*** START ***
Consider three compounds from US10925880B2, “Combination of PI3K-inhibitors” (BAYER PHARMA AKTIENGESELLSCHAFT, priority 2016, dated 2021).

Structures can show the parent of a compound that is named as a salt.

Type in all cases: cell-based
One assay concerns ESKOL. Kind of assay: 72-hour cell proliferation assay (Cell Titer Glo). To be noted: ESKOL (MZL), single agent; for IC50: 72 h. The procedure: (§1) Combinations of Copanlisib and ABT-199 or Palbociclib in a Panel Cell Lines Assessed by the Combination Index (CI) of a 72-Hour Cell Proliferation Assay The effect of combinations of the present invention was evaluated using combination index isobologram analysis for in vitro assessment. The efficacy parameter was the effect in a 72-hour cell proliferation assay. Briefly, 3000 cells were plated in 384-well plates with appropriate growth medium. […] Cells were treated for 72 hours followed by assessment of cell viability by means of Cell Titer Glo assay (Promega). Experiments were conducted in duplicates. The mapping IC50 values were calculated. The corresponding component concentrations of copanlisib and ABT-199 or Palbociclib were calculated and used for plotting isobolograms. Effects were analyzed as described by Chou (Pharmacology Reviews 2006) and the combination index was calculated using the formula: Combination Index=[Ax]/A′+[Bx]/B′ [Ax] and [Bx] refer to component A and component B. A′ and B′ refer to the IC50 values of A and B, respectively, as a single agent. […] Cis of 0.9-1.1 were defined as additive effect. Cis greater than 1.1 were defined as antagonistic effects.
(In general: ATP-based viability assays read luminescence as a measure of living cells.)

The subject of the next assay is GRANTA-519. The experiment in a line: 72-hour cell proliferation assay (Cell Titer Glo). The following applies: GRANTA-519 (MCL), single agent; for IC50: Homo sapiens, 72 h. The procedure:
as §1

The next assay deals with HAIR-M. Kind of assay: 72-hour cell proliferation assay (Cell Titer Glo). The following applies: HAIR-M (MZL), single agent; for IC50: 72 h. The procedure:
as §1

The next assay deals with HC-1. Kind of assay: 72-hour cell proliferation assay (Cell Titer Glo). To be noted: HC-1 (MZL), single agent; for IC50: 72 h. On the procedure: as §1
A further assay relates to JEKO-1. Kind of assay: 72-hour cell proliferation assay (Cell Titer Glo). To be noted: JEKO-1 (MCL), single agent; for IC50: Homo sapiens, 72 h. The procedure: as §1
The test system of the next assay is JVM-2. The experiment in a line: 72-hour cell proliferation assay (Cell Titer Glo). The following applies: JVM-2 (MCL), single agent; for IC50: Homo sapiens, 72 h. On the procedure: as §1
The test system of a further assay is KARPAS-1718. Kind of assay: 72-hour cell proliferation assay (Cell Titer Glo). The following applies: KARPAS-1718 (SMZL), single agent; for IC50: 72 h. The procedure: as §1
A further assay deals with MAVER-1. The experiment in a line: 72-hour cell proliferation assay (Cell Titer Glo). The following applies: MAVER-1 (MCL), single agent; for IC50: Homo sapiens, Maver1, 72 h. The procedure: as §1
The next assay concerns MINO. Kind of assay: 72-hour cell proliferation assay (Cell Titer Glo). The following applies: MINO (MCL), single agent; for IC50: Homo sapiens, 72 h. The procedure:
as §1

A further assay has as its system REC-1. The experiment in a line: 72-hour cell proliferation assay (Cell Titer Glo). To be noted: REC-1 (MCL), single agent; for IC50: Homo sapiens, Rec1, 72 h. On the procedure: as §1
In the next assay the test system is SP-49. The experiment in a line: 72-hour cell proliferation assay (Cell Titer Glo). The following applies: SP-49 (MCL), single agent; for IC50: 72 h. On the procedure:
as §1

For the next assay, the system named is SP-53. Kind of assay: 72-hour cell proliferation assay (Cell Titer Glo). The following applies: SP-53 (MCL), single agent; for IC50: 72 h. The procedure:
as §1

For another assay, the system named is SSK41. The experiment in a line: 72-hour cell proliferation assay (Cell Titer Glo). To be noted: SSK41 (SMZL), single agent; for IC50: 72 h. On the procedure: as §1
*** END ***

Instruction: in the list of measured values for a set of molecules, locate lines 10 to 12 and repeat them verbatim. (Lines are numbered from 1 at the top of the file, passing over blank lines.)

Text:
The next assay deals with HC-1. Kind of assay: 72-hour cell proliferation assay (Cell Titer Glo). To be noted: HC-1 (MZL), single agent; for IC50: 72 h. On the procedure: as §1
A further assay relates to JEKO-1. Kind of assay: 72-hour cell proliferation assay (Cell Titer Glo). To be noted: JEKO-1 (MCL), single agent; for IC50: Homo sapiens, 72 h. The procedure: as §1
The test system of the next assay is JVM-2. The experiment in a line: 72-hour cell proliferation assay (Cell Titer Glo). The following applies: JVM-2 (MCL), single agent; for IC50: Homo sapiens, 72 h. On the procedure: as §1